Trump Slams Maryland Gov. Hogan Ahead of Primary

Trump Slams Maryland Gov. Hogan Ahead of Primary larry hogan puts on a face mask during a news conference Maryland Gov. Larry Hogan (Chip Somodevilla/Getty Images)

By Luca Cacciatore | Monday, 18 July 2022 10:43 PM EDT

A day before Maryland's gubernatorial primary, former President Trump laid into incumbent Gov. Larry Hogan, calling him a "Shutdown RINO" (Republican in name only) over his COVID-era lockdown policies.

Trump took to Truth Social on Monday to advocate for his preferred candidate, state Delegate Dan Cox. He also took aim at Cox's top Republican challenger, Hogan-backed former Maryland Commerce Secretary Kelly Schulz.

"Maryland, tomorrow is a big day," Trump wrote. "Get out and vote for Dan Cox for governor. Get rid of Shutdown RINO Larry Hogan who is trying to get another RINO into office, Kelly Schulz," the former president wrote.

"Dan Cox will be a great governor. Tomorrow is the day. Get out and vote!" he added.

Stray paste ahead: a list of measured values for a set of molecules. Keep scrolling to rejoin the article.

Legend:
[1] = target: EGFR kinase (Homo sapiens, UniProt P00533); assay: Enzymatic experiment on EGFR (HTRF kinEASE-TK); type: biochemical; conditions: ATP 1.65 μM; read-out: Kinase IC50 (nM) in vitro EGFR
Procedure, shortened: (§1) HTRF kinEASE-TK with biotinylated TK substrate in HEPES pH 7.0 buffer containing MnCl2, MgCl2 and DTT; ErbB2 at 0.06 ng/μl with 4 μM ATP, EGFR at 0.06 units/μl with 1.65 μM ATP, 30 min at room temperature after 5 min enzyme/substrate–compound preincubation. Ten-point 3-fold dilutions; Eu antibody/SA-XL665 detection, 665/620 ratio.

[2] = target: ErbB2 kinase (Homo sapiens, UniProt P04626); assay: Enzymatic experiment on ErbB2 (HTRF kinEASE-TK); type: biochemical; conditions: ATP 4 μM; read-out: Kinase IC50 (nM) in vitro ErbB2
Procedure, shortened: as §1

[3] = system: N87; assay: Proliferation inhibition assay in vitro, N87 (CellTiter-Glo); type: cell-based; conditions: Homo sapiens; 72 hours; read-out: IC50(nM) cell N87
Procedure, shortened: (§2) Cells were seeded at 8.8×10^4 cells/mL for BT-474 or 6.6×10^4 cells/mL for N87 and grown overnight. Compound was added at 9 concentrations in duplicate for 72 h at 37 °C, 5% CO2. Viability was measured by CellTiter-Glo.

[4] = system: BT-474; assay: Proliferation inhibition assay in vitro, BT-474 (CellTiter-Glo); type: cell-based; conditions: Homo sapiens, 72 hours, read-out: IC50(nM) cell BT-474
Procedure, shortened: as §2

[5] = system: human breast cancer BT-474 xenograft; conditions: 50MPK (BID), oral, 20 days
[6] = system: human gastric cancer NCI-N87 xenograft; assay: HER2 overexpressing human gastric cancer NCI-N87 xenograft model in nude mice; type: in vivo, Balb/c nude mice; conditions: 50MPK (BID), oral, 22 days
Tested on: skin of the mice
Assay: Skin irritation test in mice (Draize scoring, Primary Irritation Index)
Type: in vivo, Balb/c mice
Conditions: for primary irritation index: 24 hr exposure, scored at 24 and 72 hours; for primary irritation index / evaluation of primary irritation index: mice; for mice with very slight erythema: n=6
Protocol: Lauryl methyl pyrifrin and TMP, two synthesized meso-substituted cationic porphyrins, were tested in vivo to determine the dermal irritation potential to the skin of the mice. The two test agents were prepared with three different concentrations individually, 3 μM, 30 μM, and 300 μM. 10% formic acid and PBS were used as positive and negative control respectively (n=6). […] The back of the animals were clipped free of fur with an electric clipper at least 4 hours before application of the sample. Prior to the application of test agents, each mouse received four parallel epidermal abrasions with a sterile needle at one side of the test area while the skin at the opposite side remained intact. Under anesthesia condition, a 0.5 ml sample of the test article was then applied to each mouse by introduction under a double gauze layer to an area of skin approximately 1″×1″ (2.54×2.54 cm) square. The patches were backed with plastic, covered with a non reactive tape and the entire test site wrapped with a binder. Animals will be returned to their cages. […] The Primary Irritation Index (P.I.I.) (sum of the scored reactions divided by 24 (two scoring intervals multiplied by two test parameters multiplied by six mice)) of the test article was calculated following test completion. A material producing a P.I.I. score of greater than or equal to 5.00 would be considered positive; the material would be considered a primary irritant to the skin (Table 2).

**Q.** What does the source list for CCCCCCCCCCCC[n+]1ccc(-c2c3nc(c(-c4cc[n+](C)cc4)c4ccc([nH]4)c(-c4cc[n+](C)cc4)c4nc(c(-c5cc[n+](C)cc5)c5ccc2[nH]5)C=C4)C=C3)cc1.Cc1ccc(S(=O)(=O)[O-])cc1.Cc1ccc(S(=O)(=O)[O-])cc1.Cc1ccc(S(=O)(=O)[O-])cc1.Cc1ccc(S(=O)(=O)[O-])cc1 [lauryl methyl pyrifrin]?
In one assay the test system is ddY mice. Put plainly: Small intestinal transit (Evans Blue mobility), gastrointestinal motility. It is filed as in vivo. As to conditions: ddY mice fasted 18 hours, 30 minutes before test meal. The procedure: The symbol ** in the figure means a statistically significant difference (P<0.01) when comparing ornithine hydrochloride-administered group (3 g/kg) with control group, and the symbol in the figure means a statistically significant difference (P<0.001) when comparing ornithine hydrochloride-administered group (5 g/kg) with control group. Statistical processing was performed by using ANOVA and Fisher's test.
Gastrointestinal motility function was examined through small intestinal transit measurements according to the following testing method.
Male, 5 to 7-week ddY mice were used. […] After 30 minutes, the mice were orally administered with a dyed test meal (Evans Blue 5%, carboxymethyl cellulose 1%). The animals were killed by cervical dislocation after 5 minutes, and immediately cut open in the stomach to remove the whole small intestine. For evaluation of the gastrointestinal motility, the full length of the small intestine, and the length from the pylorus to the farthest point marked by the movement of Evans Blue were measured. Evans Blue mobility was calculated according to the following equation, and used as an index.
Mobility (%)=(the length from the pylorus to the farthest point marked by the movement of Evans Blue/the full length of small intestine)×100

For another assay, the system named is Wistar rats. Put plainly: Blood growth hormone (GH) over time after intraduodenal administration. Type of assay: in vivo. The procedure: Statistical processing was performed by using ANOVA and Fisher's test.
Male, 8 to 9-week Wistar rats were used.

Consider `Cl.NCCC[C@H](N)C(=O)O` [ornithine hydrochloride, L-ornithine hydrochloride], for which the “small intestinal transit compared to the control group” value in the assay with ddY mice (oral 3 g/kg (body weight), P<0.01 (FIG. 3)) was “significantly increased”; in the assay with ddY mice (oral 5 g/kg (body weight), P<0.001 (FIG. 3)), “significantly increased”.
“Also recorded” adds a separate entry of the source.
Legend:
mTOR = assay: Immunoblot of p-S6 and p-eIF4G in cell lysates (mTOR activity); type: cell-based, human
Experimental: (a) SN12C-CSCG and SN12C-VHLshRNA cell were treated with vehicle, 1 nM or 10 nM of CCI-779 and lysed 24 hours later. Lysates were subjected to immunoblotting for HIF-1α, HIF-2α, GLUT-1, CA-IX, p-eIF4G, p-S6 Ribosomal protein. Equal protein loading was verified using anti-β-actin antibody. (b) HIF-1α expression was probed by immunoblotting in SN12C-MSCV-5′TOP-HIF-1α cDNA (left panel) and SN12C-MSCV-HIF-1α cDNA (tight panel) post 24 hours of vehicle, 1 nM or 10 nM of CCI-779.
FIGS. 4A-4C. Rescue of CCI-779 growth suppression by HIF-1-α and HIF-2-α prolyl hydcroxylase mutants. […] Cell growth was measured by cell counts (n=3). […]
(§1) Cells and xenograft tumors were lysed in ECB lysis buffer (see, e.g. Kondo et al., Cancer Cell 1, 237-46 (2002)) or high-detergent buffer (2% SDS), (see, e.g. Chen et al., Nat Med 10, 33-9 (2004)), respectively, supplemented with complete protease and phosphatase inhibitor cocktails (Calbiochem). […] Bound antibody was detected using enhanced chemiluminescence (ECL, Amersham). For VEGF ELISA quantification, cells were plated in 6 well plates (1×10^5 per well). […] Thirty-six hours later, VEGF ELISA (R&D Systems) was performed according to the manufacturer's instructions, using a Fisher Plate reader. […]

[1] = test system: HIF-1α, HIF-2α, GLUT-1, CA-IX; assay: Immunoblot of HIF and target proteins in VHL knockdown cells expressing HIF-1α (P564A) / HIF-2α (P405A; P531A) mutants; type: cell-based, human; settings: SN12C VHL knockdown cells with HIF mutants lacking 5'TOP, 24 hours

Hogan, a self-described moderate, is ineligible to run for a third term as governor under state law. However, the blue state governor has floated the possibility of running for president in 2024.

In a phone interview with CBS News last week, Hogan said he was weighing the possibility of running more and more due to his belief that Republicans are fed up with the former president.

"There's a diminishing number of folks that are wanting the former President Trump to run," the Maryland governor told the network. "There's a growing number of people that are looking for our kind of successful, bigger-tent politics."

Still, polls to succeed the anti-Trump Republican for governor have been close, with one conducted by Goucher College in late June showing Cox at 25% and Schulz at 22%. Other minor candidates totaled 7%, and a whopping 45% said they were still unsure.

Democrats have an even more open field competing Tuesday. Maryland Comptroller Peter Franchot, Wes Moore, and former Democratic National Committee Chair Tom Perez are all virtually tied in surveys.